Madison Square Eats Fall Report
Full report + photos here: http://smithratliff.com/2011/09/24/fa...
While taking a walk up Fifth Avenue last Friday night, we found ourselves experiencing a bit of déjà vu. A very delicious déjà vu.
It seems like the last installment of Madison Square Eats—the month-long food fair in Worth Square, next to Madison Square Park—was just yesterday. (It was, in fact, in May.)
We were greeted by some familiar old faces—our friends at Roberta’s, the Calexico taco truck, and Momofuku Milk Bar, to name a few—but also some exciting new ones.
From housemade pastrami sandwiches, to Belgian “wafels,” to curry, every taste was represented.
First, we sampled a barbecue pork bun from one of the newcomers, Fatty Snack.
The crew behind Fatty ‘Cue and Fatty Crab have opened a chain of snack bars in a few different locations around the city. Each features a slightly different menu, but all of the items have the same feisty flavor combinations that the Fatty Crew is known for.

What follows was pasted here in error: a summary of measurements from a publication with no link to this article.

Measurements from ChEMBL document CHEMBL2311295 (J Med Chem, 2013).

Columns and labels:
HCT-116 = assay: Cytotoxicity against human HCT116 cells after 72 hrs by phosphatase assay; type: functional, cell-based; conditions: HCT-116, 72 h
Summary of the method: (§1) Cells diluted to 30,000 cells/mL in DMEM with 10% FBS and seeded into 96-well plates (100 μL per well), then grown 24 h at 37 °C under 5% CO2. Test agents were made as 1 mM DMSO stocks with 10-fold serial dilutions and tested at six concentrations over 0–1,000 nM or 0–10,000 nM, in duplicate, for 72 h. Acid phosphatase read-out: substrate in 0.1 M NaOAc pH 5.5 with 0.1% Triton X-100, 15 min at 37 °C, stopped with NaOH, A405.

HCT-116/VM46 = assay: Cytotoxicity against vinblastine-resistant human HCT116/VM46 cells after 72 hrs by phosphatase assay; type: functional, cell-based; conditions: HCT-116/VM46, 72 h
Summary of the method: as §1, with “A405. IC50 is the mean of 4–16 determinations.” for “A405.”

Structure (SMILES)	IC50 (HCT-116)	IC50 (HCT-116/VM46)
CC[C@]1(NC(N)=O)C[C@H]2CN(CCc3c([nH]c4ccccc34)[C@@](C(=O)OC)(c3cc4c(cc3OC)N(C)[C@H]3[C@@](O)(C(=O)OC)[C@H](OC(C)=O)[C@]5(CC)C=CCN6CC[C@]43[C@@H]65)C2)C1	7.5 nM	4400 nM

Our pork bun was no exception. Tangy barbecue sauce mixed with pickled slaw on a steamed bun, similar to what you might find at Momofuku.
After devouring our pork bun, we moved on to Roberta’s for one of their now-famed pizzas.
The Brussel Mania, made with mozzarella, pecorino, caramelized onions and brussels sprouts, created a terrific balance with the sweetness of the onions and the bitterness of the sprouts, while playing nicely with the mozzarella and pecorino. We could eat these pies all day.
We also tried a shrimp roll from Eats newcomer but neighborhood mainstay Red Hook Lobster Pound.
The roll was a decadent blend of zesty tarragon mayo and roasted garlic with sweet Maine shrimp. The shrimp were tender and the roll had just enough mayo as to not become soggy.
Upon finishing our “meal,” we headed over to the sweeter side of the square.
After a short disagreement, which is easy to get into here with such an array of options, we decided on a pumpkin spice latte cupcake from Robicelli’s. The cupcake was made from pumpkin cake and topped with espresso mascarpone buttercream and fall-spiced chocolate-covered espresso beans. The mascarpone made the buttercream light and smooth, with not a touch of graininess.